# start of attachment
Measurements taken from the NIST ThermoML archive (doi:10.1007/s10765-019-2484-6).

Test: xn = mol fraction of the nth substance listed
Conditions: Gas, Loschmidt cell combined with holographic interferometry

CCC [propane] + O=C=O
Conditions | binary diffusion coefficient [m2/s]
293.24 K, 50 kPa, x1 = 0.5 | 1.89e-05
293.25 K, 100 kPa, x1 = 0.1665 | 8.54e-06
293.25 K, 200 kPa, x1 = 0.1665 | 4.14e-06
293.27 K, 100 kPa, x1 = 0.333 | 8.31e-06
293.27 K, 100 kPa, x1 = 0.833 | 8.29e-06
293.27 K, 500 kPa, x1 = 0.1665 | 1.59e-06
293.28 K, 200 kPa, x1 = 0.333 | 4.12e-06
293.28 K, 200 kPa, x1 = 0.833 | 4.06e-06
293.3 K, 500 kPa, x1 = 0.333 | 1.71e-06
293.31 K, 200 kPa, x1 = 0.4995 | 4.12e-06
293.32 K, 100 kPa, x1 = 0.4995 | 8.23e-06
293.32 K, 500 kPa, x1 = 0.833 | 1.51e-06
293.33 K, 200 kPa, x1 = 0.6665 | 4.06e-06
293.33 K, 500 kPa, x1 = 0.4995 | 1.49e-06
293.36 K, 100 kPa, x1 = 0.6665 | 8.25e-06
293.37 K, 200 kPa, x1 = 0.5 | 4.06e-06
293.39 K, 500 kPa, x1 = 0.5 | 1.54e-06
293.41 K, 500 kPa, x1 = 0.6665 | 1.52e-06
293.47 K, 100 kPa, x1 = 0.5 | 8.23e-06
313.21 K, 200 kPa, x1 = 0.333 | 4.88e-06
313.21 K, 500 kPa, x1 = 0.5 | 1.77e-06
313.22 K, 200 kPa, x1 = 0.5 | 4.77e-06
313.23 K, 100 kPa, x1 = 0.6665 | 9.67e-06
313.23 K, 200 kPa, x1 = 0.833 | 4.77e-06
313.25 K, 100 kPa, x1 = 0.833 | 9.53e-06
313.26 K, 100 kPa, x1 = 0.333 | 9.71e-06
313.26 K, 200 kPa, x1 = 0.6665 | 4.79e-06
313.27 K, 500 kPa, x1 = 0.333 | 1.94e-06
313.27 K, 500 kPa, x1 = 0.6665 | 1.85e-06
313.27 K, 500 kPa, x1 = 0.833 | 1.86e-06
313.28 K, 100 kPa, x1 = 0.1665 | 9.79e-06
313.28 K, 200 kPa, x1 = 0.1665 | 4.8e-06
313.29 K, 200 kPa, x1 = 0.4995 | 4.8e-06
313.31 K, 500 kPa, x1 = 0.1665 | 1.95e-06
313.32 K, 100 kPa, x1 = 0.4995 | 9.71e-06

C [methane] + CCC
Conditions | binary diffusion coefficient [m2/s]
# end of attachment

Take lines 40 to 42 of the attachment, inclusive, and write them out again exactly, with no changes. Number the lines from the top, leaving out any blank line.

313.32 K, 100 kPa, x1 = 0.4995 | 9.71e-06

C [methane] + CCC
Conditions | binary diffusion coefficient [m2/s]